A shy, flower-gathering mammal and longtime icon of the West's high peaks may be the first animal in North America to fall victim to global warming.
Pikas -- tennis ball-sized critters that whistle at passing hikers and scamper over loose, rocky slopes of the High Sierra and the Rocky Mountains -- have disappeared from nearly 30% of the areas where they were common in the early parts of the 20th century, according to a study released Tuesday.
The comprehensive survey found the sites that lost pikas were on average drier and warmer and at lower latitudes than sites where the animals remain, said Erik Beever, a U.S. Geological Survey biologist based in Corvallis, Ore., and the study's lead author.
A close analysis, Beever said, indicated that such factors as cattle grazing and proximity to roads had some effect on the animals, but that warmer and drier conditions in recent decades have been a major factor in their rapid disappearance.
The finding is supported by earlier surveys in the United States that found the animals missing from much of their previous range, and from work on pikas in the Yukon, where 80% of the animals have recently died out in some areas after extremely warm winters.
Many of the far north's ice-loving animals, such as polar bears, walrus and caribou, have declined in number or suffered lower reproduction rates in recent years as their sea ice and tundra habitats have been radically reshaped by warming in the Arctic.
But the current study is the first to link warming to the widespread dying out of entire populations of animals. It found that the pikas no longer existed in seven of 25 sites where they once were plentiful.
The animals are not in danger of becoming extinct, scientists said, but they could soon disappear from vast stretches of the American West and could be radically reduced in number.
Beever said he was most surprised to find groups of animals disappearing over decades, rather than in centuries or millenniums, as they have during climatic swings of the distant past.
His study, in the current issue of the Journal of Mammalogy, may be an "early signal" of what alpine and subalpine environments throughout the world will face if temperatures continue to rise as predicted, Beever said.
Globally, temperatures have risen about one degree in the last 100 years, and by several degrees in some parts of the Arctic -- a rise attributed to both natural cycles and the human production of greenhouse gases. The warming has melted glaciers around the world and has altered the behavior of many animals.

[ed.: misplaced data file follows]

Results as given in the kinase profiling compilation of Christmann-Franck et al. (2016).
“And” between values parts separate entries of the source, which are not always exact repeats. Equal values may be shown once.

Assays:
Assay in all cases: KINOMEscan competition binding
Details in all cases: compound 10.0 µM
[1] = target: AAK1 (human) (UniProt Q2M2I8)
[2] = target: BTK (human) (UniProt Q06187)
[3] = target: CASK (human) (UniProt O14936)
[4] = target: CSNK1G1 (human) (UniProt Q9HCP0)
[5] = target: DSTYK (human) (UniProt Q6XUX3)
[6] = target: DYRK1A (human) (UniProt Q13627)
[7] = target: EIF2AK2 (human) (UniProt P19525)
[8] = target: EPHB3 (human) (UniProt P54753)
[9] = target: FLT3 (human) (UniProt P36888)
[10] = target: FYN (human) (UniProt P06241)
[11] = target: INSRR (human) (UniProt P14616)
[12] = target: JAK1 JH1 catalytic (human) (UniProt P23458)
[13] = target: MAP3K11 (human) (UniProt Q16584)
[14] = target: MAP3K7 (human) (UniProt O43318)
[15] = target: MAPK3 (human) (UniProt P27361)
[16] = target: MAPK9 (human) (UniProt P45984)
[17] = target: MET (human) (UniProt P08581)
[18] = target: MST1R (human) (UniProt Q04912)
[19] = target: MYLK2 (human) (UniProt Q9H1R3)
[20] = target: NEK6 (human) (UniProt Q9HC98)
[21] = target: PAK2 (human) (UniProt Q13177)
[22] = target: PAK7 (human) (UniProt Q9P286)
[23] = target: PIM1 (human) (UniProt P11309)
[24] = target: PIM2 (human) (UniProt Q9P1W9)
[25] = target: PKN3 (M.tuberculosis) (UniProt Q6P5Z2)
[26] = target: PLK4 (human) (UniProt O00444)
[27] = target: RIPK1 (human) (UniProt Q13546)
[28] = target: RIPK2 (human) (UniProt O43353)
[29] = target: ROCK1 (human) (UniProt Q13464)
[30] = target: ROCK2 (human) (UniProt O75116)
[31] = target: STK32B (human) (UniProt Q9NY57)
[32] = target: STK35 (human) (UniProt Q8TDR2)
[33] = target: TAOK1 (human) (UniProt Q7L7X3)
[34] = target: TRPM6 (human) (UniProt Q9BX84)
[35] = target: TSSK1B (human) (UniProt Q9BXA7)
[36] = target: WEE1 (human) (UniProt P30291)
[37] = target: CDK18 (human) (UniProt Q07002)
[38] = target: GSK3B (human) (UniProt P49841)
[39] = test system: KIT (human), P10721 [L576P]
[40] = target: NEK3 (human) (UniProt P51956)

Pikas, relatives of rabbits despite their hamster-like appearance, are exquisitely adapted for ferocious cold, but they cannot withstand the heat. They typically live at altitudes above 7,000 feet and have been found as high as 19,000 feet in Asia.
The animals are active year-round, surviving the winter by subsisting on small haystacks of grass and wildflowers they collect and cure in the sun during the short alpine growing season.
The animals are well-known to mountain hikers for their whistles and their haystacks and are often photographed with mouthfuls of flowers, looking for all the world like they are about to deliver a tiny bouquet.
The almost unbearably cute animals -- also found through the mountains and steppes of Asia -- are thought by some fans to be the inspiration for Pikachu, the popular Japanese Pokemon character.
With a normal body temperature of 104 degrees and thick, furry pelts that keep them from shedding heat, the animals can die in minutes from overheating if their body temperatures rise just a few degrees, said David Hik, an ecologist and expert on Arctic and alpine animals at the University of Alberta.
Hik, who studies a cousin of the American pika -- the collared pika -- in the central Yukon, saw pika populations plummet during the warm winters from 1998 to 2000.
"We see these populations blink out, just like that," he said. "These little guys are very sensitive to warm climate conditions."
With recent colder winters, the pikas in the Yukon have started to recover, he said.
He suspects that the American pikas will have a harder time, however, because the populations are more isolated from each other atop distant mountaintops and because they face higher temperatures.
"Sadly, I'm not surprised," he said of Beever's findings.
In California, Utah and Nevada, the animals are marooned on isolated mountaintops that are separated by large -- and much warmer -- valleys that serve as a kind of pika no man's-land.
If temperatures rise in their home territory, the animals can't migrate to higher mountains or colder latitudes without facing a trek through warmer areas that would likely prove lethal, Beever said.
Pikas are severely constrained in their choice of where to homestead. They require loose, rocky slopes, which offer a somewhat cooler refuge during midday heat and a place to hide from predators. But they also need meadows nearby to collect plants.